"Our hearts are broken by the passing of our Captain and our friend," the Priebs said in a statement. "Sal was a pillar of strength who also had a huge heart. He was unwaveringly loyal and beloved by his teammates and those who worked with him when he moved into the front office. We cherish the times we had together and the many wonderful memories he leaves us with. Our hearts and prayers are with Sandy, Sal Jr., Sonny, Stef and their families."

Said Brewers president of business operations Rick Schlesinger: “We are deeply saddened to hear of the passing of Sal Bando. Sal impacted the organization proudly for many years as both a player and as an executive. His addition to the team in 1977 helped establish the first great era of Brewers baseball. Our heartfelt condolences go out to Sal's loved ones."

Milwaukee Brewers

The Brewers were hot in pursuit of Bando in the fall of 1976, when Hank Aaron was retiring after finishing his career in Milwaukee and free agency was about to revolutionize Major League Baseball. Bando was one of the first big stars available on the open market, 32 years old after a decade of excellence with the A’s.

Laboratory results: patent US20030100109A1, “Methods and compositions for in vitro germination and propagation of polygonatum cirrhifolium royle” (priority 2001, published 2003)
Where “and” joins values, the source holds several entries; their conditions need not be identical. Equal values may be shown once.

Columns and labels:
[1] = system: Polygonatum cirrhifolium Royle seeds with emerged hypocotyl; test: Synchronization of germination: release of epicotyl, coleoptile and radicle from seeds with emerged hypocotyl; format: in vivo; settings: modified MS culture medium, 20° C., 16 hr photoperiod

Brewers owner Bud Selig, whose club was coming off the seventh of eight straight losing seasons to begin its Milwaukee tenure, wanted Bando so badly that he flew to Bando’s home outside Oakland to make a pitch in person. Selig had a wingman in scouting director Dee Fondy, who flew up from Los Angeles.

The Giants, right across San Francisco Bay, were also after Bando. So were the Pirates. All of the clubs were offering five-year deals, but the Giants’ was a few dollars richer, and the Pirates were tempting because they had just hired Chuck Tanner, who’d been Bando’s manager in ‘76 with the A’s.

But despite the Giants’ proximity and the Pirates’ familiarity, Bando chose the Brewers. He remembered making Selig and Fondy wait 24 hours or so before getting their answer.

“Subconsciously, when they came to my home it put some pressure on me,” said Bando. “But it made me realize how bad they wanted me to come to Milwaukee.”

"It can never be overstated the role Sal had in Brewers history, both on and off the field. I cannot emphasize that enough. When he joined us as a player, that was a big day in our history," Selig told former Milwaukee Journal Sentinel reporter Tom Haudricourt.